"Long before their days as a huge power ballad band, Chicago managed to fuse pop, rock and jazz together perfectly. Led by the powerful pipes of Peter Cetera, the masterful guitar work of Terry Kath, the fantastic keyboard work and vocals of Robert Lamm and one hell of a brass section, the band managed to hit huge success. While they weren't doing anything that new - Blood, Sweat & Tears and The Ides of March were doing the same thing around that time as well - they were, in my opinion, the best of the bunch. However, as the '80s rolled around, the band found themselves moving towards a much lighter and much more commercial and less jazz-oriented sound and saw Bill Champlin's entrance into the band. Not too long after that, Cetera departed for a solo career and was replaced by his clone, Jason Scheff. The band had their moments here and there but, for the most part, became your typical '80s pop/rock outfit, losing touch with their original sound and having one of the biggest downfalls in music history. That being said, their '70s material is still worth seeking out, especially if you want to know if they are more than "You're the Inspiration" and "Hard to Say I'm Sorry"."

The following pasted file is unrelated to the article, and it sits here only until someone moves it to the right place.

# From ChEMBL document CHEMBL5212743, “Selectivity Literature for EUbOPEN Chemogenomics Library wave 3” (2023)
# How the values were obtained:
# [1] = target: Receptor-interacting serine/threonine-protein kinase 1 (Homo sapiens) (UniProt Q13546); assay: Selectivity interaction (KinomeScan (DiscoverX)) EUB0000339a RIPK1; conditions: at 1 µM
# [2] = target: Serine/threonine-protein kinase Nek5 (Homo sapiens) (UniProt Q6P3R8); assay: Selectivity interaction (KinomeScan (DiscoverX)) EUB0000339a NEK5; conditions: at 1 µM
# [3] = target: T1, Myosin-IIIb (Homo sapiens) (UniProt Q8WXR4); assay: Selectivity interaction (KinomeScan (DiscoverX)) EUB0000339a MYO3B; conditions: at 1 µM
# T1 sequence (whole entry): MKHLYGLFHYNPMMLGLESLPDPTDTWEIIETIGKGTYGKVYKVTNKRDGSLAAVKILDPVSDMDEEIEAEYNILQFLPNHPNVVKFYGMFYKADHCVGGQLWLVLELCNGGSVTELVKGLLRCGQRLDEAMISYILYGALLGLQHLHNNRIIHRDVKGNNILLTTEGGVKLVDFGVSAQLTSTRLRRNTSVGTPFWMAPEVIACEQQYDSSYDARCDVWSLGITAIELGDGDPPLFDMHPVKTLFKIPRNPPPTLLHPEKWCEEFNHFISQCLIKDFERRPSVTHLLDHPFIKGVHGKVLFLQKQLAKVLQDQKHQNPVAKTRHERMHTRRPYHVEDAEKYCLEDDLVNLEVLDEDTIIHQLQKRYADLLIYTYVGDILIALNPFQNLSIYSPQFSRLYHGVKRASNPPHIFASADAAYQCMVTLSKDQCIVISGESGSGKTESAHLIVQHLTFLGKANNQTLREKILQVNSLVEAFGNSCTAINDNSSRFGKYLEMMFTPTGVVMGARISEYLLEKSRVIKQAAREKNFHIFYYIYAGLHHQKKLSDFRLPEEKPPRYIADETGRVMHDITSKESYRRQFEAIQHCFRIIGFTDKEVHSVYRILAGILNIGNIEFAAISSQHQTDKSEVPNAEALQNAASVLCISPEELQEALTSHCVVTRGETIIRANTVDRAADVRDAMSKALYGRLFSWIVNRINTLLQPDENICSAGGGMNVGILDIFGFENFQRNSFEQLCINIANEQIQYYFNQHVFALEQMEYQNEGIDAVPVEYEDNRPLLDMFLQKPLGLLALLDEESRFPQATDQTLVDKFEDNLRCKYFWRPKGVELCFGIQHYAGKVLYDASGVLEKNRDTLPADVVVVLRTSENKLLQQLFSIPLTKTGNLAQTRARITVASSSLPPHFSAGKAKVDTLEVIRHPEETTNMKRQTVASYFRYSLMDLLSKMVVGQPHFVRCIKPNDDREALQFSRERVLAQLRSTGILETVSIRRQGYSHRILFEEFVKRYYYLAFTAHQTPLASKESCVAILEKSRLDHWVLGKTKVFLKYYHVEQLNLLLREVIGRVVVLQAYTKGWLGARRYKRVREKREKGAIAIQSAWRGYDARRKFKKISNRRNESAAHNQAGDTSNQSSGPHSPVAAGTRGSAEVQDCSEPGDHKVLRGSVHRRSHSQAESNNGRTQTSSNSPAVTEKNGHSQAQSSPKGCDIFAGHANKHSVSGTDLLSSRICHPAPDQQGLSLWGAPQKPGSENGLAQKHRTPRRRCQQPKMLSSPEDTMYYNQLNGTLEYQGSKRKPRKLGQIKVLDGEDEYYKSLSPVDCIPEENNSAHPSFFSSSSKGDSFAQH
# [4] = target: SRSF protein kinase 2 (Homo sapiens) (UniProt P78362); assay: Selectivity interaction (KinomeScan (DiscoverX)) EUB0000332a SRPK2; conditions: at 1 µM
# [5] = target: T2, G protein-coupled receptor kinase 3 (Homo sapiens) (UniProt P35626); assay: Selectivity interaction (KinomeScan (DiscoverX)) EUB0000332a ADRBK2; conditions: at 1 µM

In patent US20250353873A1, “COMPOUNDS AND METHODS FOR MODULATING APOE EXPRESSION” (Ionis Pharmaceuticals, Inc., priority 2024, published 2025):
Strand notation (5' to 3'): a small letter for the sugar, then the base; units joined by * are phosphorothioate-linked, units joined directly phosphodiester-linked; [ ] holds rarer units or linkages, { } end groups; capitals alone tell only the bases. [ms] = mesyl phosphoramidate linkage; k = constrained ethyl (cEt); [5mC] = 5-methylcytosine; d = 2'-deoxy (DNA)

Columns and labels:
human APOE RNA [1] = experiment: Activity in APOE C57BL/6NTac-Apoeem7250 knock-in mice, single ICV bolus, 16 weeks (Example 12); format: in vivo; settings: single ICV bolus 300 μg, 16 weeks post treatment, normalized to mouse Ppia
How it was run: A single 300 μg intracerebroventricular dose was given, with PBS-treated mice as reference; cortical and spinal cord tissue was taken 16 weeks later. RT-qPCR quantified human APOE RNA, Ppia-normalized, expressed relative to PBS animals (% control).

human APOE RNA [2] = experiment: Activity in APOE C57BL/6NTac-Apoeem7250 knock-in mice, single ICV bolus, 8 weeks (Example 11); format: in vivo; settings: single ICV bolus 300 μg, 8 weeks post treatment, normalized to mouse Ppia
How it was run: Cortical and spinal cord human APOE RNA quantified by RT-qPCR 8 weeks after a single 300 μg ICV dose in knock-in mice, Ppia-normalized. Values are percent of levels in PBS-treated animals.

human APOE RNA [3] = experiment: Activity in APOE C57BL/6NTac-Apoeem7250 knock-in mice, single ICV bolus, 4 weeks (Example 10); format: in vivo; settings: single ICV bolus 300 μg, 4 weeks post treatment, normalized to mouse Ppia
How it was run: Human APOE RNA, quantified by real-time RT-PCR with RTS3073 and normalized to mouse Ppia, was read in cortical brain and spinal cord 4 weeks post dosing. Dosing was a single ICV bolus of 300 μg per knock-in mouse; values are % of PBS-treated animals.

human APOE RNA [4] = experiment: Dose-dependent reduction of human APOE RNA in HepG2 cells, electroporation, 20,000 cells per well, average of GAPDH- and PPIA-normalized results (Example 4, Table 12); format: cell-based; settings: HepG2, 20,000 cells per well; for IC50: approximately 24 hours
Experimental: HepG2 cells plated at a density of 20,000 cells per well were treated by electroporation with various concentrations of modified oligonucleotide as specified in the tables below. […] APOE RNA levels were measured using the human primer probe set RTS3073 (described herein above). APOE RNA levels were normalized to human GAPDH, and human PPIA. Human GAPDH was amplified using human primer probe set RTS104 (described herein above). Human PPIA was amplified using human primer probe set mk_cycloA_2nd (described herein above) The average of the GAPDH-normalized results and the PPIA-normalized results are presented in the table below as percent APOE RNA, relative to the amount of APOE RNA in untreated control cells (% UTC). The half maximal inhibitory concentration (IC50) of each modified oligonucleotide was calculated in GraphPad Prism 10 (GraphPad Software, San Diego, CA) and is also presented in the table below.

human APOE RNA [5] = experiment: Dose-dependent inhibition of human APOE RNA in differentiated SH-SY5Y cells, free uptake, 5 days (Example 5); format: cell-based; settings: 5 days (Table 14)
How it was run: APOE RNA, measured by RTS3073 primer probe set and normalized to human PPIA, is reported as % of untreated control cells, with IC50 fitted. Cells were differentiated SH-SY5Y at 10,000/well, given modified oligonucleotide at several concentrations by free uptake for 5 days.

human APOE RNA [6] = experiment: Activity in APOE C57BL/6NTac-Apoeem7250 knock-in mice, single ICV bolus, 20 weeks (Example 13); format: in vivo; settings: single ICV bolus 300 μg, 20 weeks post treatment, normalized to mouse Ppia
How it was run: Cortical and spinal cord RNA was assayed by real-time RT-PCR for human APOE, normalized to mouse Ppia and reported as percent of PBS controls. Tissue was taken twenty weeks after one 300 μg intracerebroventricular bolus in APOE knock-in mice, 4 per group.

still got and play my copy ,younger rock fans may be surprised how fresh it still sounds today.

Talking about Terry Kath(RIP), Jimi Hendrix, of all people, told Bob Lamm when he was touring with Chicago, that Terry was, technically, the best jazz/rock guitarist in the World.

Edited by Ontarian1981

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Be Bop Deluxe, any album you like. For a taster if you haven't heard of them, try Modern Music -

 

or Sister Seagull - https://www.youtube.com/watch?v=ZEsqJ-7iCsc

 

(The album version of Modern Music is better by the way, it has a brilliant 'radio tuning through the stations' intro.)

 

the tony Wilson recreation of "a thousand stars" is well worth tracking down played on the alan freeman rock show bbc radio 1 1978 aug 26th last show.

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I'd gone up to Newcastle for a wedding in 1970, went out on the town with some of the lads, there was a group playing in one of the pubs, my mate said the organist's a bit of a poser, I agreed and didn't think any more about it. Fast forward a couple of years and there on top of the pops is this same poser belting out Virginia Plain.

Been a Roxy Music fan since.